Content That MystyqueOne Likes

Content That MystyqueOne Likes

MystyqueOne 11,567 Views

Joined Feb 5, '08. Posts: 291 (16% Liked) Likes: 70

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  • May 27 '12

    Quote from mystyqueone
    thank you, but the only dream left to achieve is my dream to be a nurse practitioner. all those other things you've mentioned, i've already achieved and am saving up for my children's college fund also..... by the time i have completed my dnp degree, i'll have nearly 5-6 years experience as an rn with my current employer..... by the time i begin the program, i'll have nearly 2 years of experience as an rn. so, should i still wait?
    i'm in an np program, so we share that dream. my ultimate goal is a bit different; i will be a volunteer np working with underserved populations so if this were strictly a financial/ business decision, it would be a terrible one! not every decision can make perfect sense by simply running numbers. but, as long as you have a plan... and a back-up plan... and another back-up in case that is needed, you should be fine.

    i'm fortunate enough to be able to pay cash for my tuition without pain. if i couldn't afford the program i'm in, i'd look at far less expensive schools. my tuition will be about $75k; adding books and other misc. expenses it will be quite a bit more than that. staggering, huh? i've asked a number of nps if where they graduated from made any difference. without exception, they said it did not. so, when it's time to decide on vanderbilt, georgetown, or your local state school, don't be starry-eyed about an elite program if you can't really afford it. i know, you'll feel like you just won the lottery when you get that acceptance letter, or you might feel that a diploma from a top-tier school will make a difference in your career, but think carefully before taking on that kind of debt. i've been asked where i went to law school (a very, very common question), but rarely (except for conversation sake) does anyone ask me where i went to nursing school... and i imagine it'll be the same with an np degree.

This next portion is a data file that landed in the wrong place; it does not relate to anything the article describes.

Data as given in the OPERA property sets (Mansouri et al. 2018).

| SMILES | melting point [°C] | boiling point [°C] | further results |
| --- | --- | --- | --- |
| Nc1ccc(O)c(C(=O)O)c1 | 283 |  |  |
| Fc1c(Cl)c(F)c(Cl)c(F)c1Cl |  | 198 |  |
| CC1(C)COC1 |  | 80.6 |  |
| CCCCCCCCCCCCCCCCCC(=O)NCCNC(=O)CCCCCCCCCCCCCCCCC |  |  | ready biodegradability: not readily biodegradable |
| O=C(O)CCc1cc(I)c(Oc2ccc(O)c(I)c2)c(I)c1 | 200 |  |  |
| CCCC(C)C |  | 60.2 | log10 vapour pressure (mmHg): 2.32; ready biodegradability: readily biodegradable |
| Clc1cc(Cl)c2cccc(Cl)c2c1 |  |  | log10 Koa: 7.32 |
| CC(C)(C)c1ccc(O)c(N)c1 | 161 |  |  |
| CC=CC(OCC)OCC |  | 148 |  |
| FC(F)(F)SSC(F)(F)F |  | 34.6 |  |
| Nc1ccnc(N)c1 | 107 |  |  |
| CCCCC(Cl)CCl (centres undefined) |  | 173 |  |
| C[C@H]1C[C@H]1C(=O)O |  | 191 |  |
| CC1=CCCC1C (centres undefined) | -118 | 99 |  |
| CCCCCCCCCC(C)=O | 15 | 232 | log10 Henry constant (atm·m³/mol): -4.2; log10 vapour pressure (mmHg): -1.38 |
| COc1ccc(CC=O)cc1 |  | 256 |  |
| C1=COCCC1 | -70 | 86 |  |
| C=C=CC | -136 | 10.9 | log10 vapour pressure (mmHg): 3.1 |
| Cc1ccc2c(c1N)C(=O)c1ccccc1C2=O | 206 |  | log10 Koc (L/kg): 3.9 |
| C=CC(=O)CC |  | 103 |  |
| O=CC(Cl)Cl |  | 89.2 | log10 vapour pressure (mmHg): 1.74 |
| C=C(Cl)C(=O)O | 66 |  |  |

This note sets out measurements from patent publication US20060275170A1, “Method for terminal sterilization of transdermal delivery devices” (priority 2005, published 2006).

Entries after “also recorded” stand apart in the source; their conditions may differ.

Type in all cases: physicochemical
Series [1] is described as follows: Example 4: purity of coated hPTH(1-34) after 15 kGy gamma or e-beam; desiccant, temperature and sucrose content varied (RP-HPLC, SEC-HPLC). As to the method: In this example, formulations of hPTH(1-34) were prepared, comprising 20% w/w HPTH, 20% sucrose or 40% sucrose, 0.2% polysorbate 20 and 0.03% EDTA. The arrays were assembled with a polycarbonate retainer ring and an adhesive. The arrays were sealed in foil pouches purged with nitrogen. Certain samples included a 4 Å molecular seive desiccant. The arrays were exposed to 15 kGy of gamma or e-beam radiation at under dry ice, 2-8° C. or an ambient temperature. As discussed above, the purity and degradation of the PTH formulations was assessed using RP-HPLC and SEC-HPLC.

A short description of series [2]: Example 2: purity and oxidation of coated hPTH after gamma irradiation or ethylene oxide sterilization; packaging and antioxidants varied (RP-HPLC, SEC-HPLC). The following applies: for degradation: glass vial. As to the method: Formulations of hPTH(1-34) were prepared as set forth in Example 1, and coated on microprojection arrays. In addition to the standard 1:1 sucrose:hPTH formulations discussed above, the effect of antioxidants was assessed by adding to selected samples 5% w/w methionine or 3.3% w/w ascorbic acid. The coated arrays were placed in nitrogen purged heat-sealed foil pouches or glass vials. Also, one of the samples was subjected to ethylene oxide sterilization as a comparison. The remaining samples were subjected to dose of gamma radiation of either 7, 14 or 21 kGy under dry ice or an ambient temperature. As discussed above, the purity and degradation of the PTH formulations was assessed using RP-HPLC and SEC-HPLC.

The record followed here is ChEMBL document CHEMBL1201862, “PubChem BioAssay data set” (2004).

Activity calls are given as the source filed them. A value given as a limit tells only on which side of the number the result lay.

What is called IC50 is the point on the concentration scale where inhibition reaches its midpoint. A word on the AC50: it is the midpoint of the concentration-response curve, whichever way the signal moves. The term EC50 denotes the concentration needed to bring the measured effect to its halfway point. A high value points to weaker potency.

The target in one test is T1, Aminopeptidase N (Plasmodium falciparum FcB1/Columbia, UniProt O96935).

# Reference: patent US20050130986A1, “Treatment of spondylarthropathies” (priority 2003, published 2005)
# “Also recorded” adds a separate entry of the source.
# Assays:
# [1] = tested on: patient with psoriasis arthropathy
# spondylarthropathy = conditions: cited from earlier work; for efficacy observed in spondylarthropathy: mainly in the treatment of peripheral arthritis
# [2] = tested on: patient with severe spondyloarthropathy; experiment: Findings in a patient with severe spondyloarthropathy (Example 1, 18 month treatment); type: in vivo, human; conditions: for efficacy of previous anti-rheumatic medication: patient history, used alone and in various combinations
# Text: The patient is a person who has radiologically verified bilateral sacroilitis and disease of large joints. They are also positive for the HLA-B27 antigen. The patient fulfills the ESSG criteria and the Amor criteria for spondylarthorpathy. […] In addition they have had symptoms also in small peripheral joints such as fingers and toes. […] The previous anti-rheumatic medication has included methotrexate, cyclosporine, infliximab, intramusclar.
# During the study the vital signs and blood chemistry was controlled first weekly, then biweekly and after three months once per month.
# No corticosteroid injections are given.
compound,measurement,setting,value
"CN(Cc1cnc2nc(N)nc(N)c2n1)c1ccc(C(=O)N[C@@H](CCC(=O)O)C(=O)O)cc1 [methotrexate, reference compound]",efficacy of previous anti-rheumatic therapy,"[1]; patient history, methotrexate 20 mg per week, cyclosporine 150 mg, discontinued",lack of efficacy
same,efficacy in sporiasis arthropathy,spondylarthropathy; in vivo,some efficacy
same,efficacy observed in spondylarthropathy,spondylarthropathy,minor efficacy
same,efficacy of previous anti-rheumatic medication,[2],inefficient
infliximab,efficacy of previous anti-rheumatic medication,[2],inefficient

as far as your tenure as a nurse, 5 or 6 years will be more than enough. good luck!

  • May 27 '12